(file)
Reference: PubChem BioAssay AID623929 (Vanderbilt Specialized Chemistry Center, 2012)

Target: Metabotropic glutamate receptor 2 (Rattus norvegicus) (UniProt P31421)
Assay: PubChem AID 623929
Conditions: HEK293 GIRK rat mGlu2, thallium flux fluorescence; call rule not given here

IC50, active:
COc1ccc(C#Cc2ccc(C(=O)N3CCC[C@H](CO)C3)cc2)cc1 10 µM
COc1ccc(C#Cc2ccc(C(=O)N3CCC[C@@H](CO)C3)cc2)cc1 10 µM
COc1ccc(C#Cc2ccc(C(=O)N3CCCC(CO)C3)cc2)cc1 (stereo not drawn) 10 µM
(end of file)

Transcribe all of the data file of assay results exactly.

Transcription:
Reference: PubChem BioAssay AID623929 (Vanderbilt Specialized Chemistry Center, 2012)

Target: Metabotropic glutamate receptor 2 (Rattus norvegicus) (UniProt P31421)
Assay: PubChem AID 623929
Conditions: HEK293 GIRK rat mGlu2, thallium flux fluorescence; call rule not given here

IC50, active:
COc1ccc(C#Cc2ccc(C(=O)N3CCC[C@H](CO)C3)cc2)cc1 10 µM
COc1ccc(C#Cc2ccc(C(=O)N3CCC[C@@H](CO)C3)cc2)cc1 10 µM
COc1ccc(C#Cc2ccc(C(=O)N3CCCC(CO)C3)cc2)cc1 (stereo not drawn) 10 µM